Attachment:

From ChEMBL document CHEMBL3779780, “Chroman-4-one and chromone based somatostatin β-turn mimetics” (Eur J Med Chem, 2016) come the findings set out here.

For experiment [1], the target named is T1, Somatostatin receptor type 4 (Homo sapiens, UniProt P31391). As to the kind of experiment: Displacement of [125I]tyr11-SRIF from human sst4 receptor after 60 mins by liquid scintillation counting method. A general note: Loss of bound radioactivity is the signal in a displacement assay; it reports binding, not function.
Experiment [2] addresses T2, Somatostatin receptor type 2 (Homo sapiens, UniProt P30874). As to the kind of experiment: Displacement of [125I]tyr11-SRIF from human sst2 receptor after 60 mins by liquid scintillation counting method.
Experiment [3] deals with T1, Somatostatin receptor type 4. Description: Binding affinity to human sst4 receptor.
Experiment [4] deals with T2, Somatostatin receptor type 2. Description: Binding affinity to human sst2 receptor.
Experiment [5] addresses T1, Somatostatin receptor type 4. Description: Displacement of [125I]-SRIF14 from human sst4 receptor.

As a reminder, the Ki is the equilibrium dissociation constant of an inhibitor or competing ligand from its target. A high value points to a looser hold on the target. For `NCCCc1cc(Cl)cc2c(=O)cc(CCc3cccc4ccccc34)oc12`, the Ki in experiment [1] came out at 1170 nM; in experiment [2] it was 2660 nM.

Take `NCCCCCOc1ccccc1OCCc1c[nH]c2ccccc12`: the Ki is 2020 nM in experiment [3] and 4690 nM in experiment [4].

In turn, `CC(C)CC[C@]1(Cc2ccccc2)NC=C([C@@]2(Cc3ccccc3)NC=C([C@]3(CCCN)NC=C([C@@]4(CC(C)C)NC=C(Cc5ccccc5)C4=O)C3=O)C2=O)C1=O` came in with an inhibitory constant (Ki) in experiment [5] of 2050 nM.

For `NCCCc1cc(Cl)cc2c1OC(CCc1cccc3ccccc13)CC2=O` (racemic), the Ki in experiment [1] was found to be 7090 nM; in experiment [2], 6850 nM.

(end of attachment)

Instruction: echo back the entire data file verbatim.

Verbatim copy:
From ChEMBL document CHEMBL3779780, “Chroman-4-one and chromone based somatostatin β-turn mimetics” (Eur J Med Chem, 2016) come the findings set out here.

For experiment [1], the target named is T1, Somatostatin receptor type 4 (Homo sapiens, UniProt P31391). As to the kind of experiment: Displacement of [125I]tyr11-SRIF from human sst4 receptor after 60 mins by liquid scintillation counting method. A general note: Loss of bound radioactivity is the signal in a displacement assay; it reports binding, not function.
Experiment [2] addresses T2, Somatostatin receptor type 2 (Homo sapiens, UniProt P30874). As to the kind of experiment: Displacement of [125I]tyr11-SRIF from human sst2 receptor after 60 mins by liquid scintillation counting method.
Experiment [3] deals with T1, Somatostatin receptor type 4. Description: Binding affinity to human sst4 receptor.
Experiment [4] deals with T2, Somatostatin receptor type 2. Description: Binding affinity to human sst2 receptor.
Experiment [5] addresses T1, Somatostatin receptor type 4. Description: Displacement of [125I]-SRIF14 from human sst4 receptor.

As a reminder, the Ki is the equilibrium dissociation constant of an inhibitor or competing ligand from its target. A high value points to a looser hold on the target. For `NCCCc1cc(Cl)cc2c(=O)cc(CCc3cccc4ccccc34)oc12`, the Ki in experiment [1] came out at 1170 nM; in experiment [2] it was 2660 nM.

Take `NCCCCCOc1ccccc1OCCc1c[nH]c2ccccc12`: the Ki is 2020 nM in experiment [3] and 4690 nM in experiment [4].

In turn, `CC(C)CC[C@]1(Cc2ccccc2)NC=C([C@@]2(Cc3ccccc3)NC=C([C@]3(CCCN)NC=C([C@@]4(CC(C)C)NC=C(Cc5ccccc5)C4=O)C3=O)C2=O)C1=O` came in with an inhibitory constant (Ki) in experiment [5] of 2050 nM.

For `NCCCc1cc(Cl)cc2c1OC(CCc1cccc3ccccc13)CC2=O` (racemic), the Ki in experiment [1] was found to be 7090 nM; in experiment [2], 6850 nM.